Once we see the truth as it is, we can still view things optimistically and our plans gain more traction by doing so. [more]
How do I know?
I’ve worked very hard to be unhappy.
I seem to always be in search of what I don’t have but feel I need. And then, once I get what I need, I concentrate on the next thing I don’t have.
It’s been a vicious cycle in my life.
That thought occurred to me recently in the strangest place – Las Vegas.
For background, Las Vegas is one of my least favorite places in the world. I joke that a video of Las Vegas is all Osama Bin Laden would produce as his defense. He’d show the tape and say, “Does anyone wonder why I hate them?”
I’m hardly a prude. I just feel that Las Vegas brings out the worst in us.
And so, attending a conference there and having just witnesses a transaction between a bunch of drunks and a prostitute, I was grumbling my way to a café when I was struck by the strong aroma of flowers. I looked around and realized I was in a garden of fresh flowers – thousands of them in an atrium in the Bellagio Hotel.
I set aside my grumbling and spent 30 minutes taking in the lovely sights and smells of these flowers and thinking, “It’s funny. I’ve walked to this café for three mornings now and this is the first time I’ve noticed this garden.”
In those 30 minutes I realized how much harder it was for me to grumble, as I had been, than to simply take a timeout to enjoy what was there for me all along.
A friend likes to say that there are two kinds of people: those who can only see what they don’t have and those who instead can see what they do have. And she suggests that it is not only less satisfying to chase what you don’t have, it is also more difficult.
Rather than wax philosophical, here’s a specific demonstration of what I mean – first in living and second in business. I live in a small town named Ashtabula. It’s in Ohio, tucked into the northeast corner on Lake Erie near Pennsylvania. I live here because I spent a happy childhood here and wanted to live in a peaceful small town in my life’s last chapter.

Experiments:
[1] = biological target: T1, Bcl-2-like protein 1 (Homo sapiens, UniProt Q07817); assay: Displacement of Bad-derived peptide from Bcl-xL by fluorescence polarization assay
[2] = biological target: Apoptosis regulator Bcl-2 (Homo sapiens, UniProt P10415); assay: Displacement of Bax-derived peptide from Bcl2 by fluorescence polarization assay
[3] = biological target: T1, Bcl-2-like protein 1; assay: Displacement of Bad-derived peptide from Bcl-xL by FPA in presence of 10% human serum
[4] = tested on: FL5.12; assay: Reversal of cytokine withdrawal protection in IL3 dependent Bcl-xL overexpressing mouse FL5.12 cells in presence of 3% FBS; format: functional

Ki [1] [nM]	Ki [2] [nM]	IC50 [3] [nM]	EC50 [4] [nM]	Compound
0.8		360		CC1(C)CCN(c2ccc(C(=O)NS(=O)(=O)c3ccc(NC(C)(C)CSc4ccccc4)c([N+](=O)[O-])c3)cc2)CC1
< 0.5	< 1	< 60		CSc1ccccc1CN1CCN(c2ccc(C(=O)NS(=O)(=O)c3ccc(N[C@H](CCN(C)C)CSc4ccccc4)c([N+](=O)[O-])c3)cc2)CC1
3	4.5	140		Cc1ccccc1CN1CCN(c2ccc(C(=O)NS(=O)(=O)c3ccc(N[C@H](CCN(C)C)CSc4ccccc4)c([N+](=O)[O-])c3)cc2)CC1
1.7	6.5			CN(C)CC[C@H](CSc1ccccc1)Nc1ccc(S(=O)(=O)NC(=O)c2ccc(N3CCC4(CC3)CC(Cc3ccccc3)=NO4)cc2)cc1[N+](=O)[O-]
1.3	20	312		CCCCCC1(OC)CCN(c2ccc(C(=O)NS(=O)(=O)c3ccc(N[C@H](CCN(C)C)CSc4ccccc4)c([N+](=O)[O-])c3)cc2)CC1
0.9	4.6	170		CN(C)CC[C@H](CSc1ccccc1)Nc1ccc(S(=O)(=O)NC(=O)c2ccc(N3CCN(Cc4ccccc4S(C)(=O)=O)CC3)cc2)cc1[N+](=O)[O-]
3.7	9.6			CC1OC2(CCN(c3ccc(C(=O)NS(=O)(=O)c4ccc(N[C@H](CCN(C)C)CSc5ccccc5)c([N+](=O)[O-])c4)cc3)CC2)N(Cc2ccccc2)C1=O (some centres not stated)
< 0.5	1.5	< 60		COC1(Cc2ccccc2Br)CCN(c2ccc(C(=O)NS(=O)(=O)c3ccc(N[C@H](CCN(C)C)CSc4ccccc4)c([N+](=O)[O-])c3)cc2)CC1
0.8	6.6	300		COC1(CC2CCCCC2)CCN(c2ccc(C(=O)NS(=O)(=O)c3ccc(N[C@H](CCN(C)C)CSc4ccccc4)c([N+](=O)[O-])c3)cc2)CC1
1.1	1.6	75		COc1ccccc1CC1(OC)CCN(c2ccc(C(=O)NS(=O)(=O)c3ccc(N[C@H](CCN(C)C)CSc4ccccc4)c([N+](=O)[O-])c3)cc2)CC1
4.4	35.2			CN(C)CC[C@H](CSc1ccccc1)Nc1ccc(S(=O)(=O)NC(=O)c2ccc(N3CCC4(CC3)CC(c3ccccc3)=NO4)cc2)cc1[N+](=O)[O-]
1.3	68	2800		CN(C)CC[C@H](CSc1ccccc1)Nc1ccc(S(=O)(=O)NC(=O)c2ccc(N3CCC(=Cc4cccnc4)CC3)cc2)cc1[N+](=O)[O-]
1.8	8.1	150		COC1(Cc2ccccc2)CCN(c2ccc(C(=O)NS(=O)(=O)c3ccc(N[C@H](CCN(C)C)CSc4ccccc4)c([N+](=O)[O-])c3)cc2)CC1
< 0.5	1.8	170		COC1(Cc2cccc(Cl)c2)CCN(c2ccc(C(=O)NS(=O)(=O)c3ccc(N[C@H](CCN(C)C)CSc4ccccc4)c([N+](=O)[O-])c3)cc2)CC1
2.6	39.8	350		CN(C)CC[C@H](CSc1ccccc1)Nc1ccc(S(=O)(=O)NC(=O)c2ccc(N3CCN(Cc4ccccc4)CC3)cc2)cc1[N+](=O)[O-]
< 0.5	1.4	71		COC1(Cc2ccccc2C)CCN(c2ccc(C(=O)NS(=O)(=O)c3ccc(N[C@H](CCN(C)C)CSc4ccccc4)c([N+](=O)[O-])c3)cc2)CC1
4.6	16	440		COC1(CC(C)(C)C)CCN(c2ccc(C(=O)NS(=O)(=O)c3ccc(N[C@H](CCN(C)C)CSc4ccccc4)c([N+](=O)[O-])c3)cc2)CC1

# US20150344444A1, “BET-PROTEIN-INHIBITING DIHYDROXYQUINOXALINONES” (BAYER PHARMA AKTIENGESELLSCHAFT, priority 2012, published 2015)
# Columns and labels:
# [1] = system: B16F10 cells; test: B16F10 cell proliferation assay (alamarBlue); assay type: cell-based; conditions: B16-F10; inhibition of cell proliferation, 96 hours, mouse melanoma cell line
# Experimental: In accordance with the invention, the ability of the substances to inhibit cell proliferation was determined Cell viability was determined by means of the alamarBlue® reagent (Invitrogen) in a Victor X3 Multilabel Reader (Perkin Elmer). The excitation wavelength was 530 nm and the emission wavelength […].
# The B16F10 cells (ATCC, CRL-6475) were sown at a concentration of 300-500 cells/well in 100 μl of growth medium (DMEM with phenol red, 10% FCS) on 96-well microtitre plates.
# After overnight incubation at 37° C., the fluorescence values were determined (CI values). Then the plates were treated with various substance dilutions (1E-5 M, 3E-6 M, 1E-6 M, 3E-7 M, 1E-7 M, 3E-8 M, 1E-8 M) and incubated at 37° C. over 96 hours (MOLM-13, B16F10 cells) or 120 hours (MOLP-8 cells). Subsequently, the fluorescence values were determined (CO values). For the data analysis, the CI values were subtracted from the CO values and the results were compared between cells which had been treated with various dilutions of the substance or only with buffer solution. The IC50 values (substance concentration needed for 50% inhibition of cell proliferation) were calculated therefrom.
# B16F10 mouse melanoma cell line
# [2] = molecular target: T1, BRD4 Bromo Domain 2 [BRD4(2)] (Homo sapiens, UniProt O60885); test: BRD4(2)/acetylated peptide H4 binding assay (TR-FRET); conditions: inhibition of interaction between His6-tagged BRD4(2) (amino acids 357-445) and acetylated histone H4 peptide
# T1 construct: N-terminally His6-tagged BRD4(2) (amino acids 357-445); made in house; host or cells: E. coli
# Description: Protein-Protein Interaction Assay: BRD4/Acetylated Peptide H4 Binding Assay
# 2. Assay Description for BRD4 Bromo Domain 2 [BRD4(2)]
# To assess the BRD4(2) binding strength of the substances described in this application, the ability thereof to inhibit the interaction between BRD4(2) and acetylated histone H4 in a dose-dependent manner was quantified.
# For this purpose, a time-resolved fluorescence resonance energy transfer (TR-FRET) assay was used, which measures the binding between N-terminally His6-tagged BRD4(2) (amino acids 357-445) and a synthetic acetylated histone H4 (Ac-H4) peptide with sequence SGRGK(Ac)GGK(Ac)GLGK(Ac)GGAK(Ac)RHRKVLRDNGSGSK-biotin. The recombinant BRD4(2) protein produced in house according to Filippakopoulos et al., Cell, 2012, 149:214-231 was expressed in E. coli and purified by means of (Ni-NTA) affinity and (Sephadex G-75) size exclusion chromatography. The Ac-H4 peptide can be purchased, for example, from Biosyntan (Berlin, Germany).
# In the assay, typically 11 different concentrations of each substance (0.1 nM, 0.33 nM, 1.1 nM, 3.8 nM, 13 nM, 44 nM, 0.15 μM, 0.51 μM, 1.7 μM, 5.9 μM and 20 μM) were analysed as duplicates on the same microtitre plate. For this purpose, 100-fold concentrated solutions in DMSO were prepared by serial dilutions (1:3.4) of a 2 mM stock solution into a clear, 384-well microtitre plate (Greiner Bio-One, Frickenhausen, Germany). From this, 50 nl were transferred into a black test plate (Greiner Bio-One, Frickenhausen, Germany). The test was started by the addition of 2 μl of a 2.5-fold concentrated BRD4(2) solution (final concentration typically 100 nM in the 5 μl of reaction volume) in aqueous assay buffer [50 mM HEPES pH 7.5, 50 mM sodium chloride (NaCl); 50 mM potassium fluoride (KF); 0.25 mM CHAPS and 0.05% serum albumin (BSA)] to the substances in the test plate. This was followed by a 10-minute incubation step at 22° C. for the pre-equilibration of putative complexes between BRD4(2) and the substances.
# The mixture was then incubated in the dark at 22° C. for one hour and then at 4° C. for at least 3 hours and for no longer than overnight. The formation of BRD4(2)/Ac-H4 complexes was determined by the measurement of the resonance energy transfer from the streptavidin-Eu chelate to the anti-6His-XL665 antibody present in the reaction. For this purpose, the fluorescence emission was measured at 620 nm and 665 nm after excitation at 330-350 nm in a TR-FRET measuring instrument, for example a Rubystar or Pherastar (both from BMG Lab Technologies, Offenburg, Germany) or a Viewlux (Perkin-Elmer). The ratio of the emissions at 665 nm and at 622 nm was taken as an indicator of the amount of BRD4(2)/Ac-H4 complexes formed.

There are two equally honest ways to view Ashtabula.
What is considered the realistic and therefore more intelligent view is:
- Our population and tax base are dwindling
- As a result, the brain drain here is real – we’re losing many good people who leave in search of better opportunities
- As with so many struggling areas, our government and politics are at best uneven and at worst psychoticAll these things are true, but if I focus on them, it is harder to be happy.
So, I work to take another view, also real but with an emphasis on what we have:
- Our physical gifts include Lake Erie for beaches and water sports, historic covered bridges and a budding wine industry for entertainment
- Our human gifts remain the solid Midwestern stock that was here when I grew up and will be here long after I’m gone
Which point of view is truer?
Which is easier?
In business, I recall the day many years ago that our CEO Pat White came into my office to tell me that Goodyear, who’d taken their multi-million account from us only months before, had called to offer us a small project.
I said, “Are you kidding me? Tell them where they can put their small project!”
Pat responded by saying, “Tim, don’t you think we ought to just take the work so that we can keep our nose under the teepee?”
My way was harder now that I look back on it. I was cutting off my nose to spite my face, as the old saying goes.
And Pat’s view was not only the right answer; it was also the easier one.
We did their small project easily and happily and less than a year later, Goodyear returned with even more business that we originally did with them.
Of course, I was still off in the corner grumbling, denying Goodyear my presence, when the news came in.
So what is our choice – in business and in life?
One of President Lincoln’s most famous quotes is: “In the end, I believe people are just about as happy as they decide to be.”
I’m learning to decide to be happy because it’s not only more fun… it’s easier.